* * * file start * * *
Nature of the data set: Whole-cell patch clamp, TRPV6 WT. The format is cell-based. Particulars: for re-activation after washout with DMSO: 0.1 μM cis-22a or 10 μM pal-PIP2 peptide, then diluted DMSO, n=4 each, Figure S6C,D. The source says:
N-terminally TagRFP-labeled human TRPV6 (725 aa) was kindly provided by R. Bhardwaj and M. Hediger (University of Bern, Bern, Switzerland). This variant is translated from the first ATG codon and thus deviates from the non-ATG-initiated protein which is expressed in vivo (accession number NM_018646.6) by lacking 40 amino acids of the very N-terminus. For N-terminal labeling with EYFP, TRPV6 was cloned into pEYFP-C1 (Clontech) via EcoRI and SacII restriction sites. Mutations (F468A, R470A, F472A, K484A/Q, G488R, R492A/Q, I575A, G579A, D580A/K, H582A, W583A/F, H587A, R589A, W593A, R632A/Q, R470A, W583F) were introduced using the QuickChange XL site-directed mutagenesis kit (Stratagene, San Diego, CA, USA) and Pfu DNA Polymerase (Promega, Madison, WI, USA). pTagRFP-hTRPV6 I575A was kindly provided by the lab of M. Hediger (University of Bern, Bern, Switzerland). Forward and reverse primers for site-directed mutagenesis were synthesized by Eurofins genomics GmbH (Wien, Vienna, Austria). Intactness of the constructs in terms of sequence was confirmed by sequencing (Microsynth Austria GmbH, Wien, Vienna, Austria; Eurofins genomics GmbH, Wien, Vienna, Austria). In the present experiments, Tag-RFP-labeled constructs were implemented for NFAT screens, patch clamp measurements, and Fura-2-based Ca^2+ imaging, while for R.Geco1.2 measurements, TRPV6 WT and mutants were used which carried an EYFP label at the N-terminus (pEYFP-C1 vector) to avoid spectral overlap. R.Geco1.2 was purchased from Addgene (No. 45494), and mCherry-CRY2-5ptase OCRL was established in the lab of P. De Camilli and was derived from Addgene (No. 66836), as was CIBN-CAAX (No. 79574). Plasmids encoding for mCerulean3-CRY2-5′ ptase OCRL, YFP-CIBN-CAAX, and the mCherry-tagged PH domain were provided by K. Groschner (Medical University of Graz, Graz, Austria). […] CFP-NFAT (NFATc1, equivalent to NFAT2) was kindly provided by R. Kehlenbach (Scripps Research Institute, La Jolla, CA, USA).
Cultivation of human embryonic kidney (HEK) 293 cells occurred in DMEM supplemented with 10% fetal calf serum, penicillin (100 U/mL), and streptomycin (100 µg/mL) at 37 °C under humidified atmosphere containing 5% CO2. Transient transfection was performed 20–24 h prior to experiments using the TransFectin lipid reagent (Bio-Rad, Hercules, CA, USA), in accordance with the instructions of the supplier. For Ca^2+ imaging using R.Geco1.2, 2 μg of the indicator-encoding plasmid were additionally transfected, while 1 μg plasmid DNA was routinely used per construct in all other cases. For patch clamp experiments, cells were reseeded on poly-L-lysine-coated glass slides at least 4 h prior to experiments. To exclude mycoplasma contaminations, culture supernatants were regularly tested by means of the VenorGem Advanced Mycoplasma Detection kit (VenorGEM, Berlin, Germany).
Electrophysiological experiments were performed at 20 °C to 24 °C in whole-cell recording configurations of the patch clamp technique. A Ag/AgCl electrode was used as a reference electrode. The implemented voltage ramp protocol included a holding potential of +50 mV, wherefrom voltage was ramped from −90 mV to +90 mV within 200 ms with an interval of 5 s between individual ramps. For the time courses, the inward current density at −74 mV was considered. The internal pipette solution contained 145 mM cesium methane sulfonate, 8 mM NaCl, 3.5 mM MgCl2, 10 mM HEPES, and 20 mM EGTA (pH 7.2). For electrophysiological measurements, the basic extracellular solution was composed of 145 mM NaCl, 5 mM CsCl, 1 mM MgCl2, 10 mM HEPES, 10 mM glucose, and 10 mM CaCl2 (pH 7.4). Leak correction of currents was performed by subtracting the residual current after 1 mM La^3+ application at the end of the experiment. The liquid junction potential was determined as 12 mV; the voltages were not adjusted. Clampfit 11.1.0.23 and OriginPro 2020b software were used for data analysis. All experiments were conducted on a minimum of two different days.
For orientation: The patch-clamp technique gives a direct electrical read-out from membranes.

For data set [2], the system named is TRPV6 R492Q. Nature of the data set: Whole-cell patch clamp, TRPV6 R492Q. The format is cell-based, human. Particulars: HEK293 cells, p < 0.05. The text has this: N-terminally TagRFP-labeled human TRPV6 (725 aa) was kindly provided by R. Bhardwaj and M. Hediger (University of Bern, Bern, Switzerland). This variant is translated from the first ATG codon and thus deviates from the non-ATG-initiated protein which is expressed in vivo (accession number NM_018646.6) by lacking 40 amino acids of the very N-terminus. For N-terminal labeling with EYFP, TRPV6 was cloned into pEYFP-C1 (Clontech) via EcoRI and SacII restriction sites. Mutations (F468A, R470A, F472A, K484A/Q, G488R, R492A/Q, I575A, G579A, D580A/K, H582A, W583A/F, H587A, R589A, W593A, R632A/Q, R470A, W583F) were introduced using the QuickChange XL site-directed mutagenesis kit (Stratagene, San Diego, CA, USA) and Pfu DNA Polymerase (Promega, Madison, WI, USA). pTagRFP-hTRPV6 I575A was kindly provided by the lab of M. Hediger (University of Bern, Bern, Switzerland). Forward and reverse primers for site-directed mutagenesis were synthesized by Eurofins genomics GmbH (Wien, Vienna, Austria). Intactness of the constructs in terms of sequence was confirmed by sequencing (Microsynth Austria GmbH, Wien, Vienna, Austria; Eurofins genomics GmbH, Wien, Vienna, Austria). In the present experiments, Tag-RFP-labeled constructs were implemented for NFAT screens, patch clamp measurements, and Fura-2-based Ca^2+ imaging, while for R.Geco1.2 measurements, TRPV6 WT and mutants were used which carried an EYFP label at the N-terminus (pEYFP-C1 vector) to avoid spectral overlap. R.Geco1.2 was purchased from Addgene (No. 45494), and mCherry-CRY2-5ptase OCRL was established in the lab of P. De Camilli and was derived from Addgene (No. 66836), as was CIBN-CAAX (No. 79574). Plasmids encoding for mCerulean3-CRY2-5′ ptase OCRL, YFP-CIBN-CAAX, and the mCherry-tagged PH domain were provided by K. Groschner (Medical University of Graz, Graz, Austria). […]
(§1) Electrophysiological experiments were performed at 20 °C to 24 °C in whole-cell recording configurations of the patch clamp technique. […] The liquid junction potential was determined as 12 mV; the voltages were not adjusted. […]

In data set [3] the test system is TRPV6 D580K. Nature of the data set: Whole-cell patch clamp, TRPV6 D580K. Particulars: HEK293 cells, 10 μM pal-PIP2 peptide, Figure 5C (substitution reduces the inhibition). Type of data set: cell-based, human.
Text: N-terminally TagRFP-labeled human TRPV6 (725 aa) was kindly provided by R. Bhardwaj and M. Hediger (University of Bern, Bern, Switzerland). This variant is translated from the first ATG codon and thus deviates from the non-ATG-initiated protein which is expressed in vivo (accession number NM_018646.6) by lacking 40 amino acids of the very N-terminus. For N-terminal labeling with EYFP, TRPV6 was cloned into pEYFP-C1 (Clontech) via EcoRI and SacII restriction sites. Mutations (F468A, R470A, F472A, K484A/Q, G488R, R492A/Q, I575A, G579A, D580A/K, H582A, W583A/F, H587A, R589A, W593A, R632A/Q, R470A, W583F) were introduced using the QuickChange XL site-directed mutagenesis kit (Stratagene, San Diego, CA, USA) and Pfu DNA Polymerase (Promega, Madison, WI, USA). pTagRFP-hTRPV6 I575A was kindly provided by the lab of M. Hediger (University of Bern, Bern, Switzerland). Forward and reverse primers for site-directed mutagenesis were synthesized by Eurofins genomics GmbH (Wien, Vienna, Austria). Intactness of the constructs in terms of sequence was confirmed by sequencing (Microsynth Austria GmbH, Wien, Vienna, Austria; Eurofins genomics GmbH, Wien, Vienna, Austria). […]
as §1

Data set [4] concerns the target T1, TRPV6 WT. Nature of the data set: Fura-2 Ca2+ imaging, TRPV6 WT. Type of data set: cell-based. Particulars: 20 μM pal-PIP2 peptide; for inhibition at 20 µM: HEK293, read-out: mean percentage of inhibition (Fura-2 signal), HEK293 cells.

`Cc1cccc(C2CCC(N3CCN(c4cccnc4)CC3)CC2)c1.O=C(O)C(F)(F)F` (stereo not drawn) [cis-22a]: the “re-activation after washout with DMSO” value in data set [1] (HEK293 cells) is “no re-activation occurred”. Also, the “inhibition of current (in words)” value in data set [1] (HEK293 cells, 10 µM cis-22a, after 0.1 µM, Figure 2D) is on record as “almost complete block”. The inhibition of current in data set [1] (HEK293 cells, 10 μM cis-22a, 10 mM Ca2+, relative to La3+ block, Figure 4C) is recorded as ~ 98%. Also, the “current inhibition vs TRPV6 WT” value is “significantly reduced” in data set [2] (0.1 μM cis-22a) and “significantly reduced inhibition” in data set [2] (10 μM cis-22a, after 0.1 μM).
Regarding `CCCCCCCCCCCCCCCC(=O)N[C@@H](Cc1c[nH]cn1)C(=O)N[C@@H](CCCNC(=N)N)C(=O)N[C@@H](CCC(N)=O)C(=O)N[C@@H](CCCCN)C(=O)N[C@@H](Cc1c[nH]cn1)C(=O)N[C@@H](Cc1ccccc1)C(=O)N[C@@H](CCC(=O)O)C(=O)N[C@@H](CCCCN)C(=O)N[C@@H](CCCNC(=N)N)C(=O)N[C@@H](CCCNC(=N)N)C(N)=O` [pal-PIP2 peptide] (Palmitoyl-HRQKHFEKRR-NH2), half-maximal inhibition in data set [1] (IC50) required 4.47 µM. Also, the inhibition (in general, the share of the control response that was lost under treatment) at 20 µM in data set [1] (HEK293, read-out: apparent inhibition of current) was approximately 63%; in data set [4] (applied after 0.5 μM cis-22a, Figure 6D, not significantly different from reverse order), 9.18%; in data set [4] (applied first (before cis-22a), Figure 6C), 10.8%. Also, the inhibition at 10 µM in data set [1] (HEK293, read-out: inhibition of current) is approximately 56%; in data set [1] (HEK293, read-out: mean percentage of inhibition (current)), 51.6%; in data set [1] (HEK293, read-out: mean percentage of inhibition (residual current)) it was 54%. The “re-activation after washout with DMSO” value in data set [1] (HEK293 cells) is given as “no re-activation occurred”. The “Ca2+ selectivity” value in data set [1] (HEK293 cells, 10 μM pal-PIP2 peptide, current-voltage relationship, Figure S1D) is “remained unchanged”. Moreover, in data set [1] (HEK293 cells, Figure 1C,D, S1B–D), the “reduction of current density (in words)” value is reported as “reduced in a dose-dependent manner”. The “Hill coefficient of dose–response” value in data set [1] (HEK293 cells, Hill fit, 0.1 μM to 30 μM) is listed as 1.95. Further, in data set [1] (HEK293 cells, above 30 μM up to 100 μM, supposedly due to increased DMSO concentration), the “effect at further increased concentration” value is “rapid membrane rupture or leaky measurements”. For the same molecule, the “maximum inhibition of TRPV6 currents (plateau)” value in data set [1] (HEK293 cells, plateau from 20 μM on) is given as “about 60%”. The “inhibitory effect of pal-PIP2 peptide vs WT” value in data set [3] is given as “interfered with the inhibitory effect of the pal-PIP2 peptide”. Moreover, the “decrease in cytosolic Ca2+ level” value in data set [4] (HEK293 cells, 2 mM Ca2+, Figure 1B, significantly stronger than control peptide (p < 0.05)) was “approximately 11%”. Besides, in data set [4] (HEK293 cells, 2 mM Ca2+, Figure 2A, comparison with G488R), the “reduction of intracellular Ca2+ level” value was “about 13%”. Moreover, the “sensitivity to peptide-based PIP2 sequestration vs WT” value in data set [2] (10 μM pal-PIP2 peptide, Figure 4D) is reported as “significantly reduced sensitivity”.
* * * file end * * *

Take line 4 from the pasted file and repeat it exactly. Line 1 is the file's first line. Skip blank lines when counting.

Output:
Electrophysiological experiments were performed at 20 °C to 24 °C in whole-cell recording configurations of the patch clamp technique. A Ag/AgCl electrode was used as a reference electrode. The implemented voltage ramp protocol included a holding potential of +50 mV, wherefrom voltage was ramped from −90 mV to +90 mV within 200 ms with an interval of 5 s between individual ramps. For the time courses, the inward current density at −74 mV was considered. The internal pipette solution contained 145 mM cesium methane sulfonate, 8 mM NaCl, 3.5 mM MgCl2, 10 mM HEPES, and 20 mM EGTA (pH 7.2). For electrophysiological measurements, the basic extracellular solution was composed of 145 mM NaCl, 5 mM CsCl, 1 mM MgCl2, 10 mM HEPES, 10 mM glucose, and 10 mM CaCl2 (pH 7.4). Leak correction of currents was performed by subtracting the residual current after 1 mM La^3+ application at the end of the experiment. The liquid junction potential was determined as 12 mV; the voltages were not adjusted. Clampfit 11.1.0.23 and OriginPro 2020b software were used for data analysis. All experiments were conducted on a minimum of two different days.